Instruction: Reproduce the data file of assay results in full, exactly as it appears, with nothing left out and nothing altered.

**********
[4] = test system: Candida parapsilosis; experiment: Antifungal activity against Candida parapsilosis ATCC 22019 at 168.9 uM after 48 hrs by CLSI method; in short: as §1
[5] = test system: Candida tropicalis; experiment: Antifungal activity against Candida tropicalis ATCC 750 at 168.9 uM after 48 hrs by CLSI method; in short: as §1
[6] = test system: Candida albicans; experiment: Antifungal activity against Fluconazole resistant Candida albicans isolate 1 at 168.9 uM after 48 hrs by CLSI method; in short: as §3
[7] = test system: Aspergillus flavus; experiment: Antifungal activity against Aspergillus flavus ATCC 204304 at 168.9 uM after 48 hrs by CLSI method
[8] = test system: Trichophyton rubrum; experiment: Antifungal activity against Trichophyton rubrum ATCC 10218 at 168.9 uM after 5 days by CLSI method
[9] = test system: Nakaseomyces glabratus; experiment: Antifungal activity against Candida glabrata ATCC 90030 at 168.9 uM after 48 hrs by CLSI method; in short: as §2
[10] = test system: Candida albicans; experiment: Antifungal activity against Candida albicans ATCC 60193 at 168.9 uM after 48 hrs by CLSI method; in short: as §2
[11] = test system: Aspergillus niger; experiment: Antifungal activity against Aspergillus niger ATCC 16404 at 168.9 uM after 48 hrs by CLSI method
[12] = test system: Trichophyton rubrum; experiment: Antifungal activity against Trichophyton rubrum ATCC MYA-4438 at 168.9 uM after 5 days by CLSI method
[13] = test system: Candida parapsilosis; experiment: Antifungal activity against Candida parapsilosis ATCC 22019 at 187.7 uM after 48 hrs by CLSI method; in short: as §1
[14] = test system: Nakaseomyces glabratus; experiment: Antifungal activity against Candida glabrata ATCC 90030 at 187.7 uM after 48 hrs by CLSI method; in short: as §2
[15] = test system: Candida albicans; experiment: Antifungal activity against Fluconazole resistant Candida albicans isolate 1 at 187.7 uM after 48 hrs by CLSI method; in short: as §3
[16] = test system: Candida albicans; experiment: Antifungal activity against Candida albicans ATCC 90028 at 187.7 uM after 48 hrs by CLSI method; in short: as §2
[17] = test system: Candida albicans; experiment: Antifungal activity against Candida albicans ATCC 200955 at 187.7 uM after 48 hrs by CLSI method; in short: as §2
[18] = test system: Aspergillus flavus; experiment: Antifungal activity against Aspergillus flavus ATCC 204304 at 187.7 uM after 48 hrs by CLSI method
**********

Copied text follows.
[4] = test system: Candida parapsilosis; experiment: Antifungal activity against Candida parapsilosis ATCC 22019 at 168.9 uM after 48 hrs by CLSI method; in short: as §1
[5] = test system: Candida tropicalis; experiment: Antifungal activity against Candida tropicalis ATCC 750 at 168.9 uM after 48 hrs by CLSI method; in short: as §1
[6] = test system: Candida albicans; experiment: Antifungal activity against Fluconazole resistant Candida albicans isolate 1 at 168.9 uM after 48 hrs by CLSI method; in short: as §3
[7] = test system: Aspergillus flavus; experiment: Antifungal activity against Aspergillus flavus ATCC 204304 at 168.9 uM after 48 hrs by CLSI method
[8] = test system: Trichophyton rubrum; experiment: Antifungal activity against Trichophyton rubrum ATCC 10218 at 168.9 uM after 5 days by CLSI method
[9] = test system: Nakaseomyces glabratus; experiment: Antifungal activity against Candida glabrata ATCC 90030 at 168.9 uM after 48 hrs by CLSI method; in short: as §2
[10] = test system: Candida albicans; experiment: Antifungal activity against Candida albicans ATCC 60193 at 168.9 uM after 48 hrs by CLSI method; in short: as §2
[11] = test system: Aspergillus niger; experiment: Antifungal activity against Aspergillus niger ATCC 16404 at 168.9 uM after 48 hrs by CLSI method
[12] = test system: Trichophyton rubrum; experiment: Antifungal activity against Trichophyton rubrum ATCC MYA-4438 at 168.9 uM after 5 days by CLSI method
[13] = test system: Candida parapsilosis; experiment: Antifungal activity against Candida parapsilosis ATCC 22019 at 187.7 uM after 48 hrs by CLSI method; in short: as §1
[14] = test system: Nakaseomyces glabratus; experiment: Antifungal activity against Candida glabrata ATCC 90030 at 187.7 uM after 48 hrs by CLSI method; in short: as §2
[15] = test system: Candida albicans; experiment: Antifungal activity against Fluconazole resistant Candida albicans isolate 1 at 187.7 uM after 48 hrs by CLSI method; in short: as §3
[16] = test system: Candida albicans; experiment: Antifungal activity against Candida albicans ATCC 90028 at 187.7 uM after 48 hrs by CLSI method; in short: as §2
[17] = test system: Candida albicans; experiment: Antifungal activity against Candida albicans ATCC 200955 at 187.7 uM after 48 hrs by CLSI method; in short: as §2
[18] = test system: Aspergillus flavus; experiment: Antifungal activity against Aspergillus flavus ATCC 204304 at 187.7 uM after 48 hrs by CLSI method